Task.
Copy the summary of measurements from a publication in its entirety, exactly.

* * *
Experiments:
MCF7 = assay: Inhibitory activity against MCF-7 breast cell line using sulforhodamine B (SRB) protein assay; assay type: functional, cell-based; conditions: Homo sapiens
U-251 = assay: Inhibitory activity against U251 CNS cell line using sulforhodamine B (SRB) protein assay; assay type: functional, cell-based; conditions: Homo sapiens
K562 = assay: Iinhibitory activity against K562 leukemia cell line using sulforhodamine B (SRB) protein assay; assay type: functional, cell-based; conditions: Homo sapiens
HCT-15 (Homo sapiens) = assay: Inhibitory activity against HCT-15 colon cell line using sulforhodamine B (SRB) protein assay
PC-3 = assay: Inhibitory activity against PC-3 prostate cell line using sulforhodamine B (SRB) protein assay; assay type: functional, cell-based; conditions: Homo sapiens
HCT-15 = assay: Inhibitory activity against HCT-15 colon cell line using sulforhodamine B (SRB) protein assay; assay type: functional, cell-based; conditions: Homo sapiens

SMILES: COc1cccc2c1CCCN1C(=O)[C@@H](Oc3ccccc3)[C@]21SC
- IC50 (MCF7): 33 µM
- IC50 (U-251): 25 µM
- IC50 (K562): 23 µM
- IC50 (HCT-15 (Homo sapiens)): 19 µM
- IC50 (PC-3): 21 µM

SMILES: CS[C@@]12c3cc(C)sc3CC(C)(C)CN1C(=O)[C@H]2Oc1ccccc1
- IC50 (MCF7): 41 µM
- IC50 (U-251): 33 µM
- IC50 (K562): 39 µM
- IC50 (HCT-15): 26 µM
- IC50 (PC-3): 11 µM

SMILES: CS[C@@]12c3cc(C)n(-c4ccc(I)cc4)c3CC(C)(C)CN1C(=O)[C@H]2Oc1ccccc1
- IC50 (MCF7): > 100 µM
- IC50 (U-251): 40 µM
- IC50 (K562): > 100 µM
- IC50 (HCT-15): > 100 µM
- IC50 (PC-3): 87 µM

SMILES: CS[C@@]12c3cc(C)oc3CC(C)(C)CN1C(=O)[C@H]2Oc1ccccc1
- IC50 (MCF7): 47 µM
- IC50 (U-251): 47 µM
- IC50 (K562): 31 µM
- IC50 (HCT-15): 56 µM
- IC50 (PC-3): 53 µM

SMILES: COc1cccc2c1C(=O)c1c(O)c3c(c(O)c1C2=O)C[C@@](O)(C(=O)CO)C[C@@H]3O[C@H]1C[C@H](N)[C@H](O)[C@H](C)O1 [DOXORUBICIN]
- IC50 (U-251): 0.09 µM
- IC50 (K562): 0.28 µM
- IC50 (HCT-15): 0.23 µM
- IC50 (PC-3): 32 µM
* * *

Experiments:
MCF7 = assay: Inhibitory activity against MCF-7 breast cell line using sulforhodamine B (SRB) protein assay; assay type: functional, cell-based; conditions: Homo sapiens
U-251 = assay: Inhibitory activity against U251 CNS cell line using sulforhodamine B (SRB) protein assay; assay type: functional, cell-based; conditions: Homo sapiens
K562 = assay: Iinhibitory activity against K562 leukemia cell line using sulforhodamine B (SRB) protein assay; assay type: functional, cell-based; conditions: Homo sapiens
HCT-15 (Homo sapiens) = assay: Inhibitory activity against HCT-15 colon cell line using sulforhodamine B (SRB) protein assay
PC-3 = assay: Inhibitory activity against PC-3 prostate cell line using sulforhodamine B (SRB) protein assay; assay type: functional, cell-based; conditions: Homo sapiens
HCT-15 = assay: Inhibitory activity against HCT-15 colon cell line using sulforhodamine B (SRB) protein assay; assay type: functional, cell-based; conditions: Homo sapiens

SMILES: COc1cccc2c1CCCN1C(=O)[C@@H](Oc3ccccc3)[C@]21SC
- IC50 (MCF7): 33 µM
- IC50 (U-251): 25 µM
- IC50 (K562): 23 µM
- IC50 (HCT-15 (Homo sapiens)): 19 µM
- IC50 (PC-3): 21 µM

SMILES: CS[C@@]12c3cc(C)sc3CC(C)(C)CN1C(=O)[C@H]2Oc1ccccc1
- IC50 (MCF7): 41 µM
- IC50 (U-251): 33 µM
- IC50 (K562): 39 µM
- IC50 (HCT-15): 26 µM
- IC50 (PC-3): 11 µM

SMILES: CS[C@@]12c3cc(C)n(-c4ccc(I)cc4)c3CC(C)(C)CN1C(=O)[C@H]2Oc1ccccc1
- IC50 (MCF7): > 100 µM
- IC50 (U-251): 40 µM
- IC50 (K562): > 100 µM
- IC50 (HCT-15): > 100 µM
- IC50 (PC-3): 87 µM

SMILES: CS[C@@]12c3cc(C)oc3CC(C)(C)CN1C(=O)[C@H]2Oc1ccccc1
- IC50 (MCF7): 47 µM
- IC50 (U-251): 47 µM
- IC50 (K562): 31 µM
- IC50 (HCT-15): 56 µM
- IC50 (PC-3): 53 µM

SMILES: COc1cccc2c1C(=O)c1c(O)c3c(c(O)c1C2=O)C[C@@](O)(C(=O)CO)C[C@@H]3O[C@H]1C[C@H](N)[C@H](O)[C@H](C)O1 [DOXORUBICIN]
- IC50 (U-251): 0.09 µM
- IC50 (K562): 0.28 µM
- IC50 (HCT-15): 0.23 µM
- IC50 (PC-3): 32 µM